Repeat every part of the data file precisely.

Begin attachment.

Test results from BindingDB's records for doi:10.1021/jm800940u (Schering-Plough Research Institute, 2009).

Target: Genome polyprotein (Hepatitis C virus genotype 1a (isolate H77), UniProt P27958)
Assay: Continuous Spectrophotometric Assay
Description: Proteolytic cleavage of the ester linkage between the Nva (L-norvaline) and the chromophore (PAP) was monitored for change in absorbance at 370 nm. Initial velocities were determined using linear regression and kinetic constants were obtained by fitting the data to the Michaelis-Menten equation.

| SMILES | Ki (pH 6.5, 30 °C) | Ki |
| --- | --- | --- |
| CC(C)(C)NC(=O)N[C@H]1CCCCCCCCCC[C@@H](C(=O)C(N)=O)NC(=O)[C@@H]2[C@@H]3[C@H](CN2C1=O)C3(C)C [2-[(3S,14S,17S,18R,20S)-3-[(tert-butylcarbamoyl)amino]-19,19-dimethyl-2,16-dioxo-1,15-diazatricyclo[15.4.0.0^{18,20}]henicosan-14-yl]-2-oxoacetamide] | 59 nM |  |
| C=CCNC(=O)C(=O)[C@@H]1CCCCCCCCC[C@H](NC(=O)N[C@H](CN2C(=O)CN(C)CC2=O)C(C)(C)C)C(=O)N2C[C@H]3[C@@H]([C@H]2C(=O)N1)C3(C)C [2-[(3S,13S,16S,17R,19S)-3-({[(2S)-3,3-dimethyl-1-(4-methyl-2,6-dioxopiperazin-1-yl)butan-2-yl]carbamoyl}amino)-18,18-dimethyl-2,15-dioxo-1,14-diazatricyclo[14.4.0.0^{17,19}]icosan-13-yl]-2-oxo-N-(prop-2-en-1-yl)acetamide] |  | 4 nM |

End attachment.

Test results from BindingDB's records for doi:10.1021/jm800940u (Schering-Plough Research Institute, 2009).

Target: Genome polyprotein (Hepatitis C virus genotype 1a (isolate H77), UniProt P27958)
Assay: Continuous Spectrophotometric Assay
Description: Proteolytic cleavage of the ester linkage between the Nva (L-norvaline) and the chromophore (PAP) was monitored for change in absorbance at 370 nm. Initial velocities were determined using linear regression and kinetic constants were obtained by fitting the data to the Michaelis-Menten equation.

| SMILES | Ki (pH 6.5, 30 °C) | Ki |
| --- | --- | --- |
| CC(C)(C)NC(=O)N[C@H]1CCCCCCCCCC[C@@H](C(=O)C(N)=O)NC(=O)[C@@H]2[C@@H]3[C@H](CN2C1=O)C3(C)C [2-[(3S,14S,17S,18R,20S)-3-[(tert-butylcarbamoyl)amino]-19,19-dimethyl-2,16-dioxo-1,15-diazatricyclo[15.4.0.0^{18,20}]henicosan-14-yl]-2-oxoacetamide] | 59 nM |  |
| C=CCNC(=O)C(=O)[C@@H]1CCCCCCCCC[C@H](NC(=O)N[C@H](CN2C(=O)CN(C)CC2=O)C(C)(C)C)C(=O)N2C[C@H]3[C@@H]([C@H]2C(=O)N1)C3(C)C [2-[(3S,13S,16S,17R,19S)-3-({[(2S)-3,3-dimethyl-1-(4-methyl-2,6-dioxopiperazin-1-yl)butan-2-yl]carbamoyl}amino)-18,18-dimethyl-2,15-dioxo-1,14-diazatricyclo[14.4.0.0^{17,19}]icosan-13-yl]-2-oxo-N-(prop-2-en-1-yl)acetamide] |  | 4 nM |